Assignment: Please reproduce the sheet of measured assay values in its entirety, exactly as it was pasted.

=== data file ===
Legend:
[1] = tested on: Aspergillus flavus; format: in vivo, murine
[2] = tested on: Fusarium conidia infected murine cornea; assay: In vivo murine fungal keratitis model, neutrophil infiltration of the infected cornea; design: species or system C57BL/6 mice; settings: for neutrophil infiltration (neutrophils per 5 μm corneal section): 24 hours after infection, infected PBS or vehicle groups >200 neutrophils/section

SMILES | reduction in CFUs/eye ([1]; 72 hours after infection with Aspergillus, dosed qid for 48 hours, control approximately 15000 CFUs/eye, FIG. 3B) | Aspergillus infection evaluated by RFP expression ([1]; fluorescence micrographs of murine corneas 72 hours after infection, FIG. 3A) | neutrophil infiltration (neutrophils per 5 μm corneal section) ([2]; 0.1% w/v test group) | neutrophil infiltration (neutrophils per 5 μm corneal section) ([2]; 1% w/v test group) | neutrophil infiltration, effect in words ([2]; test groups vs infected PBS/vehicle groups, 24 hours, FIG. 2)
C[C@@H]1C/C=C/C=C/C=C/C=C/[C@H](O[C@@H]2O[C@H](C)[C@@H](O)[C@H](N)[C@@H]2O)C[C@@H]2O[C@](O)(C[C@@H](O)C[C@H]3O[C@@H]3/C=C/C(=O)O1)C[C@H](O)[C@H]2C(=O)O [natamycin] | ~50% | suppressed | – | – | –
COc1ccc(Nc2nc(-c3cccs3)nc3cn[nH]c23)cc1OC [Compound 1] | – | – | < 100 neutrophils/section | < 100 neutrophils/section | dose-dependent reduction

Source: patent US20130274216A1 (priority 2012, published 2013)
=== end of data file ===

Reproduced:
Legend:
[1] = tested on: Aspergillus flavus; format: in vivo, murine
[2] = tested on: Fusarium conidia infected murine cornea; assay: In vivo murine fungal keratitis model, neutrophil infiltration of the infected cornea; design: species or system C57BL/6 mice; settings: for neutrophil infiltration (neutrophils per 5 μm corneal section): 24 hours after infection, infected PBS or vehicle groups >200 neutrophils/section

SMILES | reduction in CFUs/eye ([1]; 72 hours after infection with Aspergillus, dosed qid for 48 hours, control approximately 15000 CFUs/eye, FIG. 3B) | Aspergillus infection evaluated by RFP expression ([1]; fluorescence micrographs of murine corneas 72 hours after infection, FIG. 3A) | neutrophil infiltration (neutrophils per 5 μm corneal section) ([2]; 0.1% w/v test group) | neutrophil infiltration (neutrophils per 5 μm corneal section) ([2]; 1% w/v test group) | neutrophil infiltration, effect in words ([2]; test groups vs infected PBS/vehicle groups, 24 hours, FIG. 2)
C[C@@H]1C/C=C/C=C/C=C/C=C/[C@H](O[C@@H]2O[C@H](C)[C@@H](O)[C@H](N)[C@@H]2O)C[C@@H]2O[C@](O)(C[C@@H](O)C[C@H]3O[C@@H]3/C=C/C(=O)O1)C[C@H](O)[C@H]2C(=O)O [natamycin] | ~50% | suppressed | – | – | –
COc1ccc(Nc2nc(-c3cccs3)nc3cn[nH]c23)cc1OC [Compound 1] | – | – | < 100 neutrophils/section | < 100 neutrophils/section | dose-dependent reduction

Source: patent US20130274216A1 (priority 2012, published 2013)